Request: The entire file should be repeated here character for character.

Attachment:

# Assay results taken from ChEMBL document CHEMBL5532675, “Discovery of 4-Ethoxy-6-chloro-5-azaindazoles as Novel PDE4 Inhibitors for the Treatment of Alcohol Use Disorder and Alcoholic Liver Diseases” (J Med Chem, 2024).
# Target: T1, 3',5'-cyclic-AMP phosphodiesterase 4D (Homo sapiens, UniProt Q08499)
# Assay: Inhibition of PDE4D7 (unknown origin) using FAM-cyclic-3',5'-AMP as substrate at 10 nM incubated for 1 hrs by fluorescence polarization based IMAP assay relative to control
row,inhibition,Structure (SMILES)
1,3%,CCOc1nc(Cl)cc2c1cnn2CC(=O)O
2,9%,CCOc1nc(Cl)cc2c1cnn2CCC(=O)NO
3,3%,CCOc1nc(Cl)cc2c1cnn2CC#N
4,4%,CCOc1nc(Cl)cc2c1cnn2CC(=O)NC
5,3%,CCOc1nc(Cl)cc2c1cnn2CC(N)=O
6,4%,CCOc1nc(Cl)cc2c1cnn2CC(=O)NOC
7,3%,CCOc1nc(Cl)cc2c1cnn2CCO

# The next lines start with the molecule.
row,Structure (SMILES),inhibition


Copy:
# Assay results taken from ChEMBL document CHEMBL5532675, “Discovery of 4-Ethoxy-6-chloro-5-azaindazoles as Novel PDE4 Inhibitors for the Treatment of Alcohol Use Disorder and Alcoholic Liver Diseases” (J Med Chem, 2024).
# Target: T1, 3',5'-cyclic-AMP phosphodiesterase 4D (Homo sapiens, UniProt Q08499)
# Assay: Inhibition of PDE4D7 (unknown origin) using FAM-cyclic-3',5'-AMP as substrate at 10 nM incubated for 1 hrs by fluorescence polarization based IMAP assay relative to control
row,inhibition,Structure (SMILES)
1,3%,CCOc1nc(Cl)cc2c1cnn2CC(=O)O
2,9%,CCOc1nc(Cl)cc2c1cnn2CCC(=O)NO
3,3%,CCOc1nc(Cl)cc2c1cnn2CC#N
4,4%,CCOc1nc(Cl)cc2c1cnn2CC(=O)NC
5,3%,CCOc1nc(Cl)cc2c1cnn2CC(N)=O
6,4%,CCOc1nc(Cl)cc2c1cnn2CC(=O)NOC
7,3%,CCOc1nc(Cl)cc2c1cnn2CCO

# The next lines start with the molecule.
row,Structure (SMILES),inhibition